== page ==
Results of the Agatha Award in the year 2002.
If characters die in a mystery novel, and no one reads their story, have they died in vain? Mystery experts—booksellers, reviewers, genre devotees—introduce you to personal favorites: obscure classics, up-and-coming new writers, great books that unaccountably disappeared and lesser-known titles by bestselling authors. A companion volume to our Agatha and Anthony Award-winning 100 Favorite Mysteries of the Century, this book takes you before the bestsellers, beyond the familiar, with essays recommending over 100 mystery novels—buried treasures that will become new favorites.
In her long-awaited memoir, Mary Higgins Clark, America’s beloved and bestselling Queen of Suspense, recounts the early experiences that shaped her as a person and influenced her as a writer.
Even as a young girl, growing up in the Bronx, Mary Higgins Clark knew she wanted to be a writer. The gift of storytelling was a part of her Irish ancestry, so it followed naturally that she would later use her sharp eye, keen intelligence, and inquisitive nature to create stories about the people and things she observed.
Along with all Americans, those who lived in New York City’s borough of the Bronx suffered during the Depression. So it followed that when Mary’s father died, her mother, deciding to open the family home to boarders, placed a discreet sign next to the front door that read, FURNISHED ROOMS. KITCHEN PRIVILEGES. Very shortly the first in a succession of tenants arrived: a couple…[more]
Never before has there been a comprehensive, inexpensive reference guide and overview to the genre of crime fiction like The Mammoth Encyclopedia of Crime Fiction. Veteran editor Mike Ashley’s historical introduction gives an overview of the crime genre, showing the background and development of crime fiction from the earliest days with Agatha Christie and Raymond Chandler through to the modern exponents of the craft such as Elmore Leonard and Ian Rankin. His A to Z covers five hundred entries on the major writers in the crime fiction field, from Edward S. Aarons to Mark Zubro, from the cult favorites to the best known, including Marjorie Allingham, Patricia Cornwell, Colin Dexter, Jim Thompson, and Minette Walters. The Mammoth Encyclopedia of Crime Fiction packs more information into its author entries than more expensive hardcover reference works. Each entry gives a brief biographical background with highlights for the cross-referenced key works, provides a full bibliography, and notes significant…[more]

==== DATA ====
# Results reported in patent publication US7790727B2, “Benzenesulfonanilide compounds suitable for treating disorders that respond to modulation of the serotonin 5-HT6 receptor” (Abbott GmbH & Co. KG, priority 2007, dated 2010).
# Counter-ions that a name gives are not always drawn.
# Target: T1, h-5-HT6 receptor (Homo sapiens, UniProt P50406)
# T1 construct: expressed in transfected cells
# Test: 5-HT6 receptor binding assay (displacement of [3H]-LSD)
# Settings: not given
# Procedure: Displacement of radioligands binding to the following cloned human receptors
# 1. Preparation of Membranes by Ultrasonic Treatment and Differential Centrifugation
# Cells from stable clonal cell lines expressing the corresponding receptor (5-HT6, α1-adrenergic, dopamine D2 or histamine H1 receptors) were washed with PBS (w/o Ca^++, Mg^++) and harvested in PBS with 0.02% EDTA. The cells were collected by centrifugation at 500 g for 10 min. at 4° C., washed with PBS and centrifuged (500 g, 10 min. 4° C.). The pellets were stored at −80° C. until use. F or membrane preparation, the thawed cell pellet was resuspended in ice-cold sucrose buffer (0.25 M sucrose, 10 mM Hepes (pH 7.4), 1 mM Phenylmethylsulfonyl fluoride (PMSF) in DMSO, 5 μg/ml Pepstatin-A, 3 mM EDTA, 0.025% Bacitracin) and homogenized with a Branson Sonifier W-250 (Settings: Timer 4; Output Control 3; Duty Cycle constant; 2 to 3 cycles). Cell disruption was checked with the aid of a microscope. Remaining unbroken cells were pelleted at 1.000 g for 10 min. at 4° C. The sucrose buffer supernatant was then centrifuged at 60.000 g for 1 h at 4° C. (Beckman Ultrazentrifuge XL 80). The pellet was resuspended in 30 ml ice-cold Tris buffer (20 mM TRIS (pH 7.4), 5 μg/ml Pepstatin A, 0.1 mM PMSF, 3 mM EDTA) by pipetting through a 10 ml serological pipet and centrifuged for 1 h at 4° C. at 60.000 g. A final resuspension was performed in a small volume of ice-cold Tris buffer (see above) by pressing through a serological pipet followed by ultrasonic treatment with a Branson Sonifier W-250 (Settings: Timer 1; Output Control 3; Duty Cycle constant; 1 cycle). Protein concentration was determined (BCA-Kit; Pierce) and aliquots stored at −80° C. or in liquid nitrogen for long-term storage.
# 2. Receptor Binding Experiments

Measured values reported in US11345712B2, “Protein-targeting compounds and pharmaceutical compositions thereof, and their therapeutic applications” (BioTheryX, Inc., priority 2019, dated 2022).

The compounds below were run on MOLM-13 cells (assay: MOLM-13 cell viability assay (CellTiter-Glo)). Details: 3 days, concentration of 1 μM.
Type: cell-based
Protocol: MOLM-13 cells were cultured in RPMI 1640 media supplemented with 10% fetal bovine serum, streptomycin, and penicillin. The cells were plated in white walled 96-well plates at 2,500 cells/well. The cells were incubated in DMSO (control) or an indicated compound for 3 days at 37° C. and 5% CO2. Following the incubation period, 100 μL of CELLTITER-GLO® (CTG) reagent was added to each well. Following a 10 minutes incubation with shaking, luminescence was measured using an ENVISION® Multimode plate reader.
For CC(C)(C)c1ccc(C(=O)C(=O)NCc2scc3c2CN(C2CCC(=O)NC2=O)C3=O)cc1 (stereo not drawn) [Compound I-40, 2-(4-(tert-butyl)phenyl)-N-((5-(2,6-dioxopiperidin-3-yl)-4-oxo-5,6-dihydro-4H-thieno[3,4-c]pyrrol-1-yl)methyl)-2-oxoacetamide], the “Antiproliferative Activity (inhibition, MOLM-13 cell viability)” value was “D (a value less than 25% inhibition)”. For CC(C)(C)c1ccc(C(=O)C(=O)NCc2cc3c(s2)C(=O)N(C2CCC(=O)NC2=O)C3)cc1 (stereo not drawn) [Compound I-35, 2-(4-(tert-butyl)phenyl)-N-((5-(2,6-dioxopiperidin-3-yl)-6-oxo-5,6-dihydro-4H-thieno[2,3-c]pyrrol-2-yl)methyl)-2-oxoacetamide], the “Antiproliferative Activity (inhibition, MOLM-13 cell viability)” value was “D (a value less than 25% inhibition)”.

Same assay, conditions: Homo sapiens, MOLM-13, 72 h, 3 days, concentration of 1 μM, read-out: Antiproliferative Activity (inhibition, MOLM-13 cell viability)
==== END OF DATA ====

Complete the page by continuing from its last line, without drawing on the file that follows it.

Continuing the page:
Many bibliographers focus on women who write. Lawyer Barnett looks at women who detect, at women as sleuths and at the evolving roles of women in professions and in society. Excellent for all women’s studies programs as well as for the mystery hound.
Writing mystery fiction can be a special kind of puzzle. In this new, revised edition of the Mystery Writers of America classic, Sue Grafton weaves the experience of today’s top mystery authors into a comprehensive mystery writing “how-to.” Writers will learn how to piece a perfect mystery together and create realistic stories that are taut, immediate and fraught with tension.
The book’s contributors include a “who’s who” of the mystery writing elite: Faye and Jonathan Kellerman on conducting accurate research; Michael Connelly on mastering characterization; Tony Hillerman on writing without an outline; Lawrence Block on overcoming writer’s block; Sara Paretsky on creating successful series characters; Tess Gerritson on writing the medical thriller; Ann Rule on the art of writing true crime. And many more!